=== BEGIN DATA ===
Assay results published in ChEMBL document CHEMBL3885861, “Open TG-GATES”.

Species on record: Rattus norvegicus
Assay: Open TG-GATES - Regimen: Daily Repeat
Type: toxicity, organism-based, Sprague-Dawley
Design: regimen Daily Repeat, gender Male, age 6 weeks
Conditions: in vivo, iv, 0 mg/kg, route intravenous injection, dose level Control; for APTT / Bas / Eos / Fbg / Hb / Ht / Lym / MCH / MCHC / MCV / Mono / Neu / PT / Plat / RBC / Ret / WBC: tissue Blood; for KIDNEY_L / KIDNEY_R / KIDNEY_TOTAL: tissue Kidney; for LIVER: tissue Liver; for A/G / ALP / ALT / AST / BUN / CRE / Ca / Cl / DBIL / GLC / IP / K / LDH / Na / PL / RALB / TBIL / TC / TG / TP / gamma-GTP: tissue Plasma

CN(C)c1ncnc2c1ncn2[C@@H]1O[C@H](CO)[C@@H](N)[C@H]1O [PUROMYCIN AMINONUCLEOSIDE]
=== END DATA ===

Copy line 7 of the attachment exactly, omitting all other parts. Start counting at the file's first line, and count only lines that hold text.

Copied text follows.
CN(C)c1ncnc2c1ncn2[C@@H]1O[C@H](CO)[C@@H](N)[C@H]1O [PUROMYCIN AMINONUCLEOSIDE]